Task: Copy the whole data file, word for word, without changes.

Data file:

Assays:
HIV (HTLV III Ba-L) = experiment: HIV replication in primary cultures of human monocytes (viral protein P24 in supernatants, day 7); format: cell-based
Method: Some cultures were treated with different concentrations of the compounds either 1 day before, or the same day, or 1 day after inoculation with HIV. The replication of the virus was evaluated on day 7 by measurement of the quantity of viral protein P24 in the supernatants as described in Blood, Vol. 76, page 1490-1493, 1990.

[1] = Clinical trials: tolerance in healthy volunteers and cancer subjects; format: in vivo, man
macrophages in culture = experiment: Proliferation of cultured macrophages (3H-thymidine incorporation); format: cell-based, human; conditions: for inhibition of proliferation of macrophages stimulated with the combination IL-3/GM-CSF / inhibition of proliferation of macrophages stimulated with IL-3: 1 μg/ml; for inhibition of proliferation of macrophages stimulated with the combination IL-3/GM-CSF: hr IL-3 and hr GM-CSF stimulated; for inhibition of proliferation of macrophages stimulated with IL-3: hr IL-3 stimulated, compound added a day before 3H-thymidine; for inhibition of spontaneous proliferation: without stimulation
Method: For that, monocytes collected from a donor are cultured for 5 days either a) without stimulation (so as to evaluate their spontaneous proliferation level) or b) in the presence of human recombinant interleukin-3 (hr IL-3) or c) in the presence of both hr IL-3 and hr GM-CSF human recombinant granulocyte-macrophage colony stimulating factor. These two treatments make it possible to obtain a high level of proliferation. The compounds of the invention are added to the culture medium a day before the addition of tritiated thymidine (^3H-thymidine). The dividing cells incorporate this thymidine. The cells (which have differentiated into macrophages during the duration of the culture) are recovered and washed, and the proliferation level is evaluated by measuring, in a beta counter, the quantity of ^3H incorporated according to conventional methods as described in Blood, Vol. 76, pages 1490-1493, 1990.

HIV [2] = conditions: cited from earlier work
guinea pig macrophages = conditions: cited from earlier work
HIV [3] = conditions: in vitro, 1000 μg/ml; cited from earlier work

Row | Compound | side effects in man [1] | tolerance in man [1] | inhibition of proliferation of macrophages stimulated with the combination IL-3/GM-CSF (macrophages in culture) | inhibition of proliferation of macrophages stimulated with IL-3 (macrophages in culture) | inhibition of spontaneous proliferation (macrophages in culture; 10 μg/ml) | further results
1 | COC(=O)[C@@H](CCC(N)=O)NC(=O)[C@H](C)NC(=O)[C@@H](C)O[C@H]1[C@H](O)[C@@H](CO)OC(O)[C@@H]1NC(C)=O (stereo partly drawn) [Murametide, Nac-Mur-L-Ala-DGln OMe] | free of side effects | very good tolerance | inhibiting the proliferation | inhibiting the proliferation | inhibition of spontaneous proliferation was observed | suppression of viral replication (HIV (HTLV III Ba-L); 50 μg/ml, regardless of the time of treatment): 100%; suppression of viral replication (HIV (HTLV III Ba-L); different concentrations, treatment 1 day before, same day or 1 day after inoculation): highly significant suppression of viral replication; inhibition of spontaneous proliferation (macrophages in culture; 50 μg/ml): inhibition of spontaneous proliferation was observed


Assays:
HIV (HTLV III Ba-L) = experiment: HIV replication in primary cultures of human monocytes (viral protein P24 in supernatants, day 7); format: cell-based
Method: Some cultures were treated with different concentrations of the compounds either 1 day before, or the same day, or 1 day after inoculation with HIV. The replication of the virus was evaluated on day 7 by measurement of the quantity of viral protein P24 in the supernatants as described in Blood, Vol. 76, page 1490-1493, 1990.

[1] = Clinical trials: tolerance in healthy volunteers and cancer subjects; format: in vivo, man
macrophages in culture = experiment: Proliferation of cultured macrophages (3H-thymidine incorporation); format: cell-based, human; conditions: for inhibition of proliferation of macrophages stimulated with the combination IL-3/GM-CSF / inhibition of proliferation of macrophages stimulated with IL-3: 1 μg/ml; for inhibition of proliferation of macrophages stimulated with the combination IL-3/GM-CSF: hr IL-3 and hr GM-CSF stimulated; for inhibition of proliferation of macrophages stimulated with IL-3: hr IL-3 stimulated, compound added a day before 3H-thymidine; for inhibition of spontaneous proliferation: without stimulation
Method: For that, monocytes collected from a donor are cultured for 5 days either a) without stimulation (so as to evaluate their spontaneous proliferation level) or b) in the presence of human recombinant interleukin-3 (hr IL-3) or c) in the presence of both hr IL-3 and hr GM-CSF human recombinant granulocyte-macrophage colony stimulating factor. These two treatments make it possible to obtain a high level of proliferation. The compounds of the invention are added to the culture medium a day before the addition of tritiated thymidine (^3H-thymidine). The dividing cells incorporate this thymidine. The cells (which have differentiated into macrophages during the duration of the culture) are recovered and washed, and the proliferation level is evaluated by measuring, in a beta counter, the quantity of ^3H incorporated according to conventional methods as described in Blood, Vol. 76, pages 1490-1493, 1990.

HIV [2] = conditions: cited from earlier work
guinea pig macrophages = conditions: cited from earlier work
HIV [3] = conditions: in vitro, 1000 μg/ml; cited from earlier work

Row | Compound | side effects in man [1] | tolerance in man [1] | inhibition of proliferation of macrophages stimulated with the combination IL-3/GM-CSF (macrophages in culture) | inhibition of proliferation of macrophages stimulated with IL-3 (macrophages in culture) | inhibition of spontaneous proliferation (macrophages in culture; 10 μg/ml) | further results
1 | COC(=O)[C@@H](CCC(N)=O)NC(=O)[C@H](C)NC(=O)[C@@H](C)O[C@H]1[C@H](O)[C@@H](CO)OC(O)[C@@H]1NC(C)=O (stereo partly drawn) [Murametide, Nac-Mur-L-Ala-DGln OMe] | free of side effects | very good tolerance | inhibiting the proliferation | inhibiting the proliferation | inhibition of spontaneous proliferation was observed | suppression of viral replication (HIV (HTLV III Ba-L); 50 μg/ml, regardless of the time of treatment): 100%; suppression of viral replication (HIV (HTLV III Ba-L); different concentrations, treatment 1 day before, same day or 1 day after inoculation): highly significant suppression of viral replication; inhibition of spontaneous proliferation (macrophages in culture; 50 μg/ml): inhibition of spontaneous proliferation was observed